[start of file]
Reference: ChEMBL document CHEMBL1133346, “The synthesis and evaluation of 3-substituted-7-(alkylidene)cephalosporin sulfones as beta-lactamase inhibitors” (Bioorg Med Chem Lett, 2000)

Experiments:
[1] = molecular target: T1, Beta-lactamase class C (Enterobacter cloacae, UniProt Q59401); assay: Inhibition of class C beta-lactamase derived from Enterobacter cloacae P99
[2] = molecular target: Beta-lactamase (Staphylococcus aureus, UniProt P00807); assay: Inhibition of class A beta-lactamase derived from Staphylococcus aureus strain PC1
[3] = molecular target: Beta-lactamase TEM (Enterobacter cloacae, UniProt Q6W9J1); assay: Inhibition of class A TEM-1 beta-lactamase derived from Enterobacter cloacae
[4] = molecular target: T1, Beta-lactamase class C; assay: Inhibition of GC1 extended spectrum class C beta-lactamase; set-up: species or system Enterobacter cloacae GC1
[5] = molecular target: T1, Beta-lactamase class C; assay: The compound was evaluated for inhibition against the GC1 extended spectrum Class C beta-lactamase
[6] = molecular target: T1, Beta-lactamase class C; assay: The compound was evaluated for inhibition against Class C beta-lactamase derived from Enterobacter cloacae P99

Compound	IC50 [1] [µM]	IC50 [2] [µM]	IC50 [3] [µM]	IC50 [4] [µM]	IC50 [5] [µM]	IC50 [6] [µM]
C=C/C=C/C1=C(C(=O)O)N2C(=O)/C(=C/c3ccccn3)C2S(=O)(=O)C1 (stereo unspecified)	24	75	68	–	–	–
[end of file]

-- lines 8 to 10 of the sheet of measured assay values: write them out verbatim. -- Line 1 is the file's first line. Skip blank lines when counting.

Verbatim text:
[6] = molecular target: T1, Beta-lactamase class C; assay: The compound was evaluated for inhibition against Class C beta-lactamase derived from Enterobacter cloacae P99

Compound	IC50 [1] [µM]	IC50 [2] [µM]	IC50 [3] [µM]	IC50 [4] [µM]	IC50 [5] [µM]	IC50 [6] [µM]
C=C/C=C/C1=C(C(=O)O)N2C(=O)/C(=C/c3ccccn3)C2S(=O)(=O)C1 (stereo unspecified)	24	75	68	–	–	–